Life in Ireland

by Chesleigh

graphic by Kathryn P.

 

I went to school in Ireland last year, and I want to tell you about some of the differences between there and here. Ireland is a lot smaller then here and so is the school in Ireland. When I went to school in Ireland, the school had only 8 rooms. We didn’t have math tests but we did have spelling tests. School started later than at Guggenheim. It started at nine thirty. We had to wear slippers on our feet because there was a lot of grass and it rained a lot so there was a lot of mud and the class would get all muddy. All the teachers had to teach two classes. I know it sounds hard but it wasn't at all, because when one class was working, the teacher taught the other class.

We didn’t have any after school programs or dancing. We didn’t even have a school newspaper.

One day it was very windy and two little girls were blown off their feet and went up in the air! The two girls were lucky because the two teachers that were minding us outside caught them before they went heads over heels. That never happened at Guggenheim!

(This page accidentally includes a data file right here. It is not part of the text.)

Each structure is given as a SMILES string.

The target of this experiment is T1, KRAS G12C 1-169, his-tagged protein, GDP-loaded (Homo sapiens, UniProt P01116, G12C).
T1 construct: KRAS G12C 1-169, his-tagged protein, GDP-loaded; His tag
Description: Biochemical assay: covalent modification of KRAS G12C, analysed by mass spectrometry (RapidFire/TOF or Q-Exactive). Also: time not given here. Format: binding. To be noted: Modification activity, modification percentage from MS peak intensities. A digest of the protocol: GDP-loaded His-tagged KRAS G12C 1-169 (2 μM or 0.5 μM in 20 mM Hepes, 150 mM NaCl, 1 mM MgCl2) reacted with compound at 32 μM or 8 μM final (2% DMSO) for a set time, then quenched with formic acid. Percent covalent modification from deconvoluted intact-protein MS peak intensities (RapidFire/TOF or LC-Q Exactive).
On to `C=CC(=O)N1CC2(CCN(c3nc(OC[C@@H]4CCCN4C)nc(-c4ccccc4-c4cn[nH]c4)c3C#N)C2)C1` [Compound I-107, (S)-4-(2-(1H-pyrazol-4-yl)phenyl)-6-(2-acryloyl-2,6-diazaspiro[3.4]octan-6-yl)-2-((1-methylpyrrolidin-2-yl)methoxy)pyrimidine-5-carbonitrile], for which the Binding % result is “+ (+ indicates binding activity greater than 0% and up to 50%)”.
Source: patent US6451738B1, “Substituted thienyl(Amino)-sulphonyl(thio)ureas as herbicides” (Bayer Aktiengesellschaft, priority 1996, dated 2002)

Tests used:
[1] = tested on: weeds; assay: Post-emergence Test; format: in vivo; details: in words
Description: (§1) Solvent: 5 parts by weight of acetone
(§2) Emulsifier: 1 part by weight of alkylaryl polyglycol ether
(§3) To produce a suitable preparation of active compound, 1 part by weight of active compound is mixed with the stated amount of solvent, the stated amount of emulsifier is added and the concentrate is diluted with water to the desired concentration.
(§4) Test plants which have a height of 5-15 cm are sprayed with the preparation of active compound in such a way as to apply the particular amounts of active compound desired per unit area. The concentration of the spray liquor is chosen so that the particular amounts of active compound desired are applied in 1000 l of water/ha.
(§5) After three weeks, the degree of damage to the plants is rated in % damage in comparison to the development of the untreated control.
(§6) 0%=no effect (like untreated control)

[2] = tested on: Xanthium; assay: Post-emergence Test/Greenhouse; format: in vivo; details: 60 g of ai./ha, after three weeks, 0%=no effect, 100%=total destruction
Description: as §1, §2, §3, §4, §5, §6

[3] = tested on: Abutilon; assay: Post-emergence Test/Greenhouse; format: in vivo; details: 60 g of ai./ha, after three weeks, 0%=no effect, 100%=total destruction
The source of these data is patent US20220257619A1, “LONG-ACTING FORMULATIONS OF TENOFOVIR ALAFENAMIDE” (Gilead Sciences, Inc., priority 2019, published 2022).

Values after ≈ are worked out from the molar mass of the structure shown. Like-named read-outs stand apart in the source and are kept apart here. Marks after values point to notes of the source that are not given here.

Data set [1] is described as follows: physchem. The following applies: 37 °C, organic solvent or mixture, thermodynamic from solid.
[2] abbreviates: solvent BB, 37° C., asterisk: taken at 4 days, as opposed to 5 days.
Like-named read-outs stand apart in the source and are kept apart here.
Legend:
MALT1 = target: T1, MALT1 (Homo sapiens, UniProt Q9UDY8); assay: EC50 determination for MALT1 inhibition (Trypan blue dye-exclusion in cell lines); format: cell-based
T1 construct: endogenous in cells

We had a party at the end of the year. The parties weren't any way different from Guggenheim. All of the teachers' names were Mrs. Brown, Mrs. Feteir, Mrs. Berk, and Mr. Morony. My last teacher was Mrs. Feteir. Mrs. Feteir was nice and didn't have any children of her own. She was a new teacher. The teacher before her was Mrs. Dowling though I never met her. Mrs. Feteir and Mrs. Dowling had both been teaching first grade and second grade. Mr. Morony is a fourth grade and fifth grade teacher. I had never been in his class because I moved back to the U.S.A. From what I have heard he was mean. One day my friend Shane got smacked by Mr. Morony. I know none of the teachers here would be like that!

I feel fine going to Guggenheim this year, only I miss Ireland, too. It was very hard to move to Ireland and move here for the second time. I wish Ireland and the U.S. were stuck together, then I wouldn't have to go back and forth every time I would go to Ireland and come back here.

 

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